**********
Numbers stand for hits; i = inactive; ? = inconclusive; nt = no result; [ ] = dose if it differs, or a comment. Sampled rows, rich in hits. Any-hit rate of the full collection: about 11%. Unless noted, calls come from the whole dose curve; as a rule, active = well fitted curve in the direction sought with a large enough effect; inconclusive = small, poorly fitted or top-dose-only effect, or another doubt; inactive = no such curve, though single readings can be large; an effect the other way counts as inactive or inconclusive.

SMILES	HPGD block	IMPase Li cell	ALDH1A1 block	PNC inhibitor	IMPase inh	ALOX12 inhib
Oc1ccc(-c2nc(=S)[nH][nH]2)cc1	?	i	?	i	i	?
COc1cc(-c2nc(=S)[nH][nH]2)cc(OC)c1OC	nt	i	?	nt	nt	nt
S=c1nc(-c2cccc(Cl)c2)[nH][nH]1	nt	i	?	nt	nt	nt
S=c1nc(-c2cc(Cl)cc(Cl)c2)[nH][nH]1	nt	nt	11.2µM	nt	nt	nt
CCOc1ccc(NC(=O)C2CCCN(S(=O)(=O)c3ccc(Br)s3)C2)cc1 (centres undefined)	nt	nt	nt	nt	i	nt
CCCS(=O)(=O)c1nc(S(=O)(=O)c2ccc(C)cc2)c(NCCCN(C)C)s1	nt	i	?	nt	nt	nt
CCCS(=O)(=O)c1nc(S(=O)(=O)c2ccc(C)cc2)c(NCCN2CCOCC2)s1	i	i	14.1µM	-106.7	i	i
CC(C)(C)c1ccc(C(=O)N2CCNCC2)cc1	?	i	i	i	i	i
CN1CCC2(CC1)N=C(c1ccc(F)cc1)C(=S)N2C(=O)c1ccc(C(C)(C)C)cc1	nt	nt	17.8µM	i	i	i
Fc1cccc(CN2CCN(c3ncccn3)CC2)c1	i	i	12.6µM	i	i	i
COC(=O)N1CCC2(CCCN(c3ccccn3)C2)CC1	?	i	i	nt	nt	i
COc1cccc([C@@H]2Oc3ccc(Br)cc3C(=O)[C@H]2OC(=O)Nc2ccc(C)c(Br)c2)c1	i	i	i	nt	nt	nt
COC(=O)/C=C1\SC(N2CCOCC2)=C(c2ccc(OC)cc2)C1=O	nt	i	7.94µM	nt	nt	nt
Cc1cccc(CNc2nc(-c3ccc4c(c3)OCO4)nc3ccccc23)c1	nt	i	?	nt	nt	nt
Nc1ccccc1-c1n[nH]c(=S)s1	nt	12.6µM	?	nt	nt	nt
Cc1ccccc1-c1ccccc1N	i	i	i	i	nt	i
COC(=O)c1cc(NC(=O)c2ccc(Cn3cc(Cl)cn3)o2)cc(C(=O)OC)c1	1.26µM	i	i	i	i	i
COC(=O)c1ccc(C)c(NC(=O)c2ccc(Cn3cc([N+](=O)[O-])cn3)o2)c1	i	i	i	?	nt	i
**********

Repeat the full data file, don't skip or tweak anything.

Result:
Numbers stand for hits; i = inactive; ? = inconclusive; nt = no result; [ ] = dose if it differs, or a comment. Sampled rows, rich in hits. Any-hit rate of the full collection: about 11%. Unless noted, calls come from the whole dose curve; as a rule, active = well fitted curve in the direction sought with a large enough effect; inconclusive = small, poorly fitted or top-dose-only effect, or another doubt; inactive = no such curve, though single readings can be large; an effect the other way counts as inactive or inconclusive.

SMILES	HPGD block	IMPase Li cell	ALDH1A1 block	PNC inhibitor	IMPase inh	ALOX12 inhib
Oc1ccc(-c2nc(=S)[nH][nH]2)cc1	?	i	?	i	i	?
COc1cc(-c2nc(=S)[nH][nH]2)cc(OC)c1OC	nt	i	?	nt	nt	nt
S=c1nc(-c2cccc(Cl)c2)[nH][nH]1	nt	i	?	nt	nt	nt
S=c1nc(-c2cc(Cl)cc(Cl)c2)[nH][nH]1	nt	nt	11.2µM	nt	nt	nt
CCOc1ccc(NC(=O)C2CCCN(S(=O)(=O)c3ccc(Br)s3)C2)cc1 (centres undefined)	nt	nt	nt	nt	i	nt
CCCS(=O)(=O)c1nc(S(=O)(=O)c2ccc(C)cc2)c(NCCCN(C)C)s1	nt	i	?	nt	nt	nt
CCCS(=O)(=O)c1nc(S(=O)(=O)c2ccc(C)cc2)c(NCCN2CCOCC2)s1	i	i	14.1µM	-106.7	i	i
CC(C)(C)c1ccc(C(=O)N2CCNCC2)cc1	?	i	i	i	i	i
CN1CCC2(CC1)N=C(c1ccc(F)cc1)C(=S)N2C(=O)c1ccc(C(C)(C)C)cc1	nt	nt	17.8µM	i	i	i
Fc1cccc(CN2CCN(c3ncccn3)CC2)c1	i	i	12.6µM	i	i	i
COC(=O)N1CCC2(CCCN(c3ccccn3)C2)CC1	?	i	i	nt	nt	i
COc1cccc([C@@H]2Oc3ccc(Br)cc3C(=O)[C@H]2OC(=O)Nc2ccc(C)c(Br)c2)c1	i	i	i	nt	nt	nt
COC(=O)/C=C1\SC(N2CCOCC2)=C(c2ccc(OC)cc2)C1=O	nt	i	7.94µM	nt	nt	nt
Cc1cccc(CNc2nc(-c3ccc4c(c3)OCO4)nc3ccccc23)c1	nt	i	?	nt	nt	nt
Nc1ccccc1-c1n[nH]c(=S)s1	nt	12.6µM	?	nt	nt	nt
Cc1ccccc1-c1ccccc1N	i	i	i	i	nt	i
COC(=O)c1cc(NC(=O)c2ccc(Cn3cc(Cl)cn3)o2)cc(C(=O)OC)c1	1.26µM	i	i	i	i	i
COC(=O)c1ccc(C)c(NC(=O)c2ccc(Cn3cc([N+](=O)[O-])cn3)o2)c1	i	i	i	?	nt	i